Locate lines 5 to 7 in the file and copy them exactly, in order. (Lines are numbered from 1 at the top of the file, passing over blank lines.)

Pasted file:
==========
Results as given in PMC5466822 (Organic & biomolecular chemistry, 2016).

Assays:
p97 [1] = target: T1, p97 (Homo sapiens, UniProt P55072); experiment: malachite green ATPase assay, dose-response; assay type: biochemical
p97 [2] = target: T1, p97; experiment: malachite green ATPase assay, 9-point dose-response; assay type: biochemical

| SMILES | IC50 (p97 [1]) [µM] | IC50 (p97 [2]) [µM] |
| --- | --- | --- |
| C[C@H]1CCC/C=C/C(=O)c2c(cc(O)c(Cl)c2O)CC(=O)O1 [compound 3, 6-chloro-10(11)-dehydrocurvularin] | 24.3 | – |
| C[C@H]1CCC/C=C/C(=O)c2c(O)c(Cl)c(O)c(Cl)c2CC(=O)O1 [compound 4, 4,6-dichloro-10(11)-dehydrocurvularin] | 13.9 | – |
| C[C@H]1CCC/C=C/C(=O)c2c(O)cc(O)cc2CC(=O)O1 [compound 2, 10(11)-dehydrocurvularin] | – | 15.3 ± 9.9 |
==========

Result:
| SMILES | IC50 (p97 [1]) [µM] | IC50 (p97 [2]) [µM] |
| --- | --- | --- |
| C[C@H]1CCC/C=C/C(=O)c2c(cc(O)c(Cl)c2O)CC(=O)O1 [compound 3, 6-chloro-10(11)-dehydrocurvularin] | 24.3 | – |